Building a Community of Mathematicians
Dr. William A. Massey, an applied mathematician at Princeton University, considers numbers at a conceptual and a personal level. By doing so, he has helped to make notable progress in adding color — and valuable talent — to his profession.
“If you want to draw more minorities to the sciences, you have to create a minority science community,” says Massey, the Edwin S. Wilsey Professor of Operations Research and Financial Engineering.
Massey was recently awarded the coveted Blackwell-Tapia Prize, named for two distinguished mathematical scientists who have inspired numerous Blacks, Hispanics and American Indians in the field. Awarded every two years, the prize is given to an individual who has made a significant contribution to research, served as a role model and increased representation of minority groups and women in applied mathematics.
“One can excel at both mathematics and mentoring,” says Massey. “It was that way for me.”
Massey began his career at Bell Labs [later, part of AT&T and then Lucent Technologies], where senior Black scientists thrived, he says. The company paid for his doctorate at Stanford University through their minority fellowship program. For Massey, mentorship means supporting the career development of young men and women whom he regards as his peers and colleagues. To this end, he initiated what is now an annual conference of Black mathematicians, where young scholars can network with their senior counterparts, learn about new research and more.
Mentoring allows Massey to engage in what he loves to do — teach and learn mathematics. Already, Massey has published research with more than half a dozen doctoral candidates and fellows who now hold positions at top universities. Among these is Robert Hampshire, who will soon receive his doctorate at Princeton and join the faculty at Carnegie-Mellon University.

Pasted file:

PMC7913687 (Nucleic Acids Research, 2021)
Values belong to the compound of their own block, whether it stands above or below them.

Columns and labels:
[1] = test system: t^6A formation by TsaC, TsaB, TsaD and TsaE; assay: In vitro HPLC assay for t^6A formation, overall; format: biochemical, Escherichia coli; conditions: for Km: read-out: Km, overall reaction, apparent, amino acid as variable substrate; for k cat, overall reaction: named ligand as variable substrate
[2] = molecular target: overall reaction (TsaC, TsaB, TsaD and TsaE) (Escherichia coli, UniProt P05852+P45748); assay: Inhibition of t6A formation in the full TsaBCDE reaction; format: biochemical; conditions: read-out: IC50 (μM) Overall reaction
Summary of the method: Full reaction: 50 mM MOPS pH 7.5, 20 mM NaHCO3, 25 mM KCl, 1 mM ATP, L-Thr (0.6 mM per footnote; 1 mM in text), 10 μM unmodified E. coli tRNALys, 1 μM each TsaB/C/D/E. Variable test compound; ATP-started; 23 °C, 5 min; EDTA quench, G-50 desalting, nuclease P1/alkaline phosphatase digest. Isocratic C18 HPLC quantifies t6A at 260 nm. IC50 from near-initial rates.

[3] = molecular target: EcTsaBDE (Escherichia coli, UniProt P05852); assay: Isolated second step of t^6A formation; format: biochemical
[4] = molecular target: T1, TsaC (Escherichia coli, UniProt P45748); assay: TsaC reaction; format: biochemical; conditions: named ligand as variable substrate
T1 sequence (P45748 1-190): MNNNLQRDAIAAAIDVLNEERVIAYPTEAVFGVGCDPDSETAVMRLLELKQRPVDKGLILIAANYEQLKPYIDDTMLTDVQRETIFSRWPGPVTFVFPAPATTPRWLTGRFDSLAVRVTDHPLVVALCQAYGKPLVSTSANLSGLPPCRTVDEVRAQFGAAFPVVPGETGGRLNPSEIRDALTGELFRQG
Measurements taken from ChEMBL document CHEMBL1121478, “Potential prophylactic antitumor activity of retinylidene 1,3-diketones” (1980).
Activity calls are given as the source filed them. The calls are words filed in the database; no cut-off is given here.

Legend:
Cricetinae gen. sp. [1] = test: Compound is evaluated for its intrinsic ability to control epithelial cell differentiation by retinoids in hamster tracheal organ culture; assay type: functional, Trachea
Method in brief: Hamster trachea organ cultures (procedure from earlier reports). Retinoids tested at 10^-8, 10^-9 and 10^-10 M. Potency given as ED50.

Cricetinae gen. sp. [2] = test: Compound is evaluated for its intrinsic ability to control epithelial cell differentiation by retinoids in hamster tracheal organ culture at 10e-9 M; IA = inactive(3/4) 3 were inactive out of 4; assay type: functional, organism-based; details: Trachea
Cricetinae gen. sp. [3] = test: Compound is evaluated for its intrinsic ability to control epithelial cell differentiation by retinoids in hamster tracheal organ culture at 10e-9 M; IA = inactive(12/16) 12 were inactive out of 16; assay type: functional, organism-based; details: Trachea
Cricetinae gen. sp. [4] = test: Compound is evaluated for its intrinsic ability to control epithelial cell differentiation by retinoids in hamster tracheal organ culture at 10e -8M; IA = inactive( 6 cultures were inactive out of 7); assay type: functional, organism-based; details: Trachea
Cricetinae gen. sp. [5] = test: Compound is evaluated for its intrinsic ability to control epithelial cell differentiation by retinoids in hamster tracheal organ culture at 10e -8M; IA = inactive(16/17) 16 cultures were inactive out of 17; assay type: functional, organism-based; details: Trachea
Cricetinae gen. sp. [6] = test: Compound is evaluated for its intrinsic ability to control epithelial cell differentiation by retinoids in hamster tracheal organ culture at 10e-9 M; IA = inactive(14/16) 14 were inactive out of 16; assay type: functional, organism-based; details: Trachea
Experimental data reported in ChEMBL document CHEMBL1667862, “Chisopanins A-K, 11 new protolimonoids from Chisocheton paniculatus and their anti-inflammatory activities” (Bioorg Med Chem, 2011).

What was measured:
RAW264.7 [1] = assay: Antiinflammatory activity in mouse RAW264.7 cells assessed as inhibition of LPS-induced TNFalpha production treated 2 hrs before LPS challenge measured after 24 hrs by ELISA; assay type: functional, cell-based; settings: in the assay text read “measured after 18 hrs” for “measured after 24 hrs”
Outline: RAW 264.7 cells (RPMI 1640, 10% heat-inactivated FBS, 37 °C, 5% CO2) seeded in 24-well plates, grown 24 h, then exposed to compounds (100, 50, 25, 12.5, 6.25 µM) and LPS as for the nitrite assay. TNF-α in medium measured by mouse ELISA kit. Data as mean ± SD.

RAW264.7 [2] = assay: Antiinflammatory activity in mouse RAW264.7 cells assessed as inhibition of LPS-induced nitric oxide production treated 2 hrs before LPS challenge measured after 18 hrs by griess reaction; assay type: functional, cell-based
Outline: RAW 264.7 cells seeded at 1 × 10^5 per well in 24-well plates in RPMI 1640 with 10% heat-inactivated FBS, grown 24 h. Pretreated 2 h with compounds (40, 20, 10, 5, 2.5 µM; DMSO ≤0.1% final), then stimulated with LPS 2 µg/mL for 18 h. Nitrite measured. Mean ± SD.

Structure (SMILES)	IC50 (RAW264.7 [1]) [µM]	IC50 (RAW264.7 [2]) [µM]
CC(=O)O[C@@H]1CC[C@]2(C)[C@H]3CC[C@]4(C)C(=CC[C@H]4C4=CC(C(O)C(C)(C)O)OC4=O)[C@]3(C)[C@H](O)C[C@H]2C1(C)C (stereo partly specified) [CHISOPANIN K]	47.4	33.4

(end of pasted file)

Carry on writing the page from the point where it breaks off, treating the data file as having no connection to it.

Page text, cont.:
“Bill’s mentorship has made an amazing difference to my career,” says Hampshire, who first met Massey 10 years ago as a college intern at Bell Labs. “With Bill, the context is always academic rigor — he calls it ‘research-driven mentoring.’”
“I’m incredulous when I hear people say things like, ‘What do math and science mean for Black people?’” says Massey. “They’re the language of all technology and commerce.”
Having more minority mathematicians contributing to the field means better mathematical science, Massey believes. “In the world of research, new results and discoveries get the credit,” he says. “How better to achieve this, than by seeing things differently? Coming from a minority background makes you see differently.”
— By Saira Moini
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